Last Saturday in Bangkok, more than 200,000 people gathered to sing the royal anthem in tribute and remembrance of the late King. Individually they came, collectively they formed a sea of black clad mourners. These past 2 weeks, witnessing this expression of love has surprised, and at times overwhelmed me, a foreigner living amongst them. Literally, I wish I could climb a tree to see this touching spectacle, this manifestation of emotions, this sea of unifying love. 

Love surprises when it brings us far beyond what we thought are our limitations. It overwhelms when it touches us deep inside, perhaps right where our true identity lies, the core of our being, often hidden beneath expectations and desires of our worldly life. Supressed, subdued, awaiting a call to be set free. 

Many of us are like Zacchaeus. We deem ourselves somewhat unworthy, disbelieving that we are deserving of God’s grace. Amongst people who know us, it will seem unlikely that we are capable to live a holy life. We are camouflaged by the world, our manifested identities lost in the changing colours of a chameleon. But deep in each of us we all have a desire for good. Embedded in this desire is a constant call to bring this identity to the forefront of our lives; to live it. “For the Son of Man has come to seek out and save what was lost”. 

This call is amplified when some things happen to us in life and through these experiences our innermost identity is touched and aroused. It is especially amplified when we experience love over hurt. It moves us when relationships are mended and we reconcile. The joy it brings can overwhelm us to the point of wanting to change our lives; the love experienced, an inspiration to conversion. 

We must seek out experiences of love and save what had been lost in our personal life, and it could be our relationship with the Son of Man. 

Change is not that difficult. Who we can become is already in all of us. We only need to “climb a tree”, to take a physical step however small that may be to demonstrate that we are a willing party for conversion. That is good enough, and God “will make you worthy of his call, and by his power fulfil all your desires for goodness”. It ask only for a small step and an ounce of faith and he will “complete all that you have been doing through faith”.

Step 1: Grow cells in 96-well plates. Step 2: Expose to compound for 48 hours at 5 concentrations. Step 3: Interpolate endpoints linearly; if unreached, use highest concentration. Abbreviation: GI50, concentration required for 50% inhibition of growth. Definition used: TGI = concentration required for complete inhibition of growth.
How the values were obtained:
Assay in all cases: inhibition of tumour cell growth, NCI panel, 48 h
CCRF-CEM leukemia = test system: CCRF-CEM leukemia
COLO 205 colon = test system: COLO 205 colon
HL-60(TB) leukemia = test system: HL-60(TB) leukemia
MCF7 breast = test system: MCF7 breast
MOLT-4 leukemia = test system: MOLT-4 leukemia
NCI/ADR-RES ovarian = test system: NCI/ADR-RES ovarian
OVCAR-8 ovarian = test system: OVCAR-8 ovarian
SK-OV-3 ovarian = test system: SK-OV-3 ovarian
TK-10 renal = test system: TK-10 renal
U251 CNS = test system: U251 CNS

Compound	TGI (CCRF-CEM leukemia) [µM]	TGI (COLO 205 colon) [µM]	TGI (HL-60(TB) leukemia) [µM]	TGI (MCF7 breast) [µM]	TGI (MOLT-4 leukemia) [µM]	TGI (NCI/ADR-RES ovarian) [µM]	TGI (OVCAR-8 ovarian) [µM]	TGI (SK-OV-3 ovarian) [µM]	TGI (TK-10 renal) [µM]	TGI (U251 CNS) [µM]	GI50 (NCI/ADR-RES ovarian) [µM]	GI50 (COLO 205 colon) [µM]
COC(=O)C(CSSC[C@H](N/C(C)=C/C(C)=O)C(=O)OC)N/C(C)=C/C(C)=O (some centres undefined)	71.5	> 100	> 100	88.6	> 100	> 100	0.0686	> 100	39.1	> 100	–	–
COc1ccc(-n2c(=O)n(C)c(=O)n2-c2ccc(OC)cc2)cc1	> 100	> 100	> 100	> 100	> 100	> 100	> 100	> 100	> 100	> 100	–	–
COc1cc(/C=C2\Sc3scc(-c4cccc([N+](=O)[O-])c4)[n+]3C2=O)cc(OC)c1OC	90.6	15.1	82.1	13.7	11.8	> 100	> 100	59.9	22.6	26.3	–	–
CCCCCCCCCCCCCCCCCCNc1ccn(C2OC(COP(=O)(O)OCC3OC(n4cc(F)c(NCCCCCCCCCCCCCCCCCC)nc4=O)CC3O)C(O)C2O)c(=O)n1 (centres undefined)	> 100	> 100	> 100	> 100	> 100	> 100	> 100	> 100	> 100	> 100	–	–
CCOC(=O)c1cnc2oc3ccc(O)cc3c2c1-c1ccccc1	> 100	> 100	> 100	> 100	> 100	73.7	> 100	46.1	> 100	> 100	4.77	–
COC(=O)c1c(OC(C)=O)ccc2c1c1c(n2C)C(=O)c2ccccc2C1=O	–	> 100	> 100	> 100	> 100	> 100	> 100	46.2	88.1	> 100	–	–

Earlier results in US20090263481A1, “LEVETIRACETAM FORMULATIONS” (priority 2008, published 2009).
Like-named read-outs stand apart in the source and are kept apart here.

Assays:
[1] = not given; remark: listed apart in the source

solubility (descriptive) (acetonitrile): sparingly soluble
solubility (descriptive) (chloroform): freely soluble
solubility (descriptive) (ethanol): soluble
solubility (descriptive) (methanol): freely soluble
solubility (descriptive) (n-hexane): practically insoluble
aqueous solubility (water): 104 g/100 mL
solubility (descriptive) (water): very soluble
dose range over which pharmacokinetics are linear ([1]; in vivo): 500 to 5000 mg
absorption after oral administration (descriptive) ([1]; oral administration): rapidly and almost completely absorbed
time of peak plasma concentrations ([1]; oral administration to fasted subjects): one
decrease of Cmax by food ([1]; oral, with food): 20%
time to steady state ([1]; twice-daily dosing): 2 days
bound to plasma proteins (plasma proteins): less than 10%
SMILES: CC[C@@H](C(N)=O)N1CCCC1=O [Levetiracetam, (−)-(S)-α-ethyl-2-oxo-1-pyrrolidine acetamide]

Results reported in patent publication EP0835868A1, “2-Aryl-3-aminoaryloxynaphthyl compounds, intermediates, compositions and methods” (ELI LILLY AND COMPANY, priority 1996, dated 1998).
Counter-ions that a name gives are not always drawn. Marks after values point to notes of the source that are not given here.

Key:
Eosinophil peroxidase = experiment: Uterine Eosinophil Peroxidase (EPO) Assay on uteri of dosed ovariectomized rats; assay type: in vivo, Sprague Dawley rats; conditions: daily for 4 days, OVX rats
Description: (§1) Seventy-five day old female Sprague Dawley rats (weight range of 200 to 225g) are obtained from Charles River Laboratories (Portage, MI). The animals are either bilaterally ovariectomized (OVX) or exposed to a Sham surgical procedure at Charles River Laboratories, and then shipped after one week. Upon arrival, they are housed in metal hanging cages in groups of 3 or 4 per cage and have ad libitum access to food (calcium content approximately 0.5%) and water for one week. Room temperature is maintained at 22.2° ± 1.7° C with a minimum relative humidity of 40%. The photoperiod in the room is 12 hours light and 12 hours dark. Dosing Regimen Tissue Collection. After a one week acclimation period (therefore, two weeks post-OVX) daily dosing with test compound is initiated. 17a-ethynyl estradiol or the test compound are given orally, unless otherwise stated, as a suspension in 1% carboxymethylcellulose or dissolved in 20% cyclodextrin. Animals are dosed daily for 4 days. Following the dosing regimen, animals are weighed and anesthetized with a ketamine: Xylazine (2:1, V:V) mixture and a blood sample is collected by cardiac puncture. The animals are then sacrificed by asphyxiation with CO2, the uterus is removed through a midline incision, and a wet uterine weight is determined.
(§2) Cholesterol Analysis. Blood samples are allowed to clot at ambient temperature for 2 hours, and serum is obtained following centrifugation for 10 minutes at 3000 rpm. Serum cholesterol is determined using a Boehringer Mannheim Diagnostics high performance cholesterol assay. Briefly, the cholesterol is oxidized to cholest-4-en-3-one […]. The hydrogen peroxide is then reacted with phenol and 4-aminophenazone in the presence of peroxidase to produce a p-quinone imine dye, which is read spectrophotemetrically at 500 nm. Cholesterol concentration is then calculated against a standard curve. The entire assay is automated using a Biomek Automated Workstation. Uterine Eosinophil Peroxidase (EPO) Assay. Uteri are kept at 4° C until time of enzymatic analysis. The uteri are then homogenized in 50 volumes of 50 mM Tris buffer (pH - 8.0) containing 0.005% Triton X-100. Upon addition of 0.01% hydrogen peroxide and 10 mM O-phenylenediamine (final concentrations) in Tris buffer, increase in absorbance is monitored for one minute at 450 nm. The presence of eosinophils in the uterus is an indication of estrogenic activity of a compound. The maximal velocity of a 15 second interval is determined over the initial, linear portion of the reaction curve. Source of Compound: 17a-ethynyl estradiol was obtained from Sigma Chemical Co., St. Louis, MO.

We must have heard our fair share of stories of people who have encountered the love of God through reconciliation and how their lives have changed for the better. We have been curious by the transforming effect in people around us but despite it, some of us may still find ourselves stalled in spiritual inertia. It may be due to our perceived unworthiness or lack of belief in ourselves. But sometimes we are simply contented being “ourselves”, unfussed by the tiny ounce of curiosity.  

We must then be like Zacchaeus, not suppressing our curiosity but “climb a tree” to address our “anxiety to see what kind of man Jesus is”. His simple action opened the door to his inner self, into his hidden true identity of one who knows love, is loved and can love. It opened the door to ‘change’ and began the process of his conversion. “Hurry, because I must stay in your house today”. 

Love as I have witnessed in Thailand is a powerful tool of conversion. Alone, it transform self; together it transform a nation. It brings us beyond personal boundaries and we discover the grace to reconcile. Together it unifies, crossing divides of differences. Love gives hope, and with hope, sadness will become joy. 

But it begins with me. I must make that effort to go to the Palace to be part of the 200,000. I must do my small part; I am called to conversion. Individually we change, collectively we become an ocean of good. Change, conversion, is really not that difficult. We only need to tell ourselves, “I must climb the sycamore tree”.



A centuries old sycamore tree in Jericho


31st Sunday in Ordinary Time